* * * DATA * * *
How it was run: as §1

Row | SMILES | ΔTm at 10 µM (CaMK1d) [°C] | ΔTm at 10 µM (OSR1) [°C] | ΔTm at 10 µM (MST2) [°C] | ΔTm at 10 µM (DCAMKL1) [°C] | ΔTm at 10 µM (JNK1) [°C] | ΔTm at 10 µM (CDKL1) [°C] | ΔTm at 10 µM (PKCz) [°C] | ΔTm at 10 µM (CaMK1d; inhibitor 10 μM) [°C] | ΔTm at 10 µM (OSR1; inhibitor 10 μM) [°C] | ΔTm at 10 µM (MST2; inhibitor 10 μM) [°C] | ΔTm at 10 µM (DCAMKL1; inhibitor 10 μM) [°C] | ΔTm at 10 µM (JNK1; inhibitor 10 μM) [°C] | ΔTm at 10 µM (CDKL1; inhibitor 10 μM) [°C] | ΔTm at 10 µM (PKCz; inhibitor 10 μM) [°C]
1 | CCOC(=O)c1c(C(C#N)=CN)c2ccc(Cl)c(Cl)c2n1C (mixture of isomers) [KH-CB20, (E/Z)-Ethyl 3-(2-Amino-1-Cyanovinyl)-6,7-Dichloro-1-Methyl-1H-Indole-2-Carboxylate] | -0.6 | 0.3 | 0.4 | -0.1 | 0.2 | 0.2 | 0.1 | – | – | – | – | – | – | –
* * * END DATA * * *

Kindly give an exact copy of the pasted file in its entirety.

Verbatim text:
How it was run: as §1

Row | SMILES | ΔTm at 10 µM (CaMK1d) [°C] | ΔTm at 10 µM (OSR1) [°C] | ΔTm at 10 µM (MST2) [°C] | ΔTm at 10 µM (DCAMKL1) [°C] | ΔTm at 10 µM (JNK1) [°C] | ΔTm at 10 µM (CDKL1) [°C] | ΔTm at 10 µM (PKCz) [°C] | ΔTm at 10 µM (CaMK1d; inhibitor 10 μM) [°C] | ΔTm at 10 µM (OSR1; inhibitor 10 μM) [°C] | ΔTm at 10 µM (MST2; inhibitor 10 μM) [°C] | ΔTm at 10 µM (DCAMKL1; inhibitor 10 μM) [°C] | ΔTm at 10 µM (JNK1; inhibitor 10 μM) [°C] | ΔTm at 10 µM (CDKL1; inhibitor 10 μM) [°C] | ΔTm at 10 µM (PKCz; inhibitor 10 μM) [°C]
1 | CCOC(=O)c1c(C(C#N)=CN)c2ccc(Cl)c(Cl)c2n1C (mixture of isomers) [KH-CB20, (E/Z)-Ethyl 3-(2-Amino-1-Cyanovinyl)-6,7-Dichloro-1-Methyl-1H-Indole-2-Carboxylate] | -0.6 | 0.3 | 0.4 | -0.1 | 0.2 | 0.2 | 0.1 | – | – | – | – | – | – | –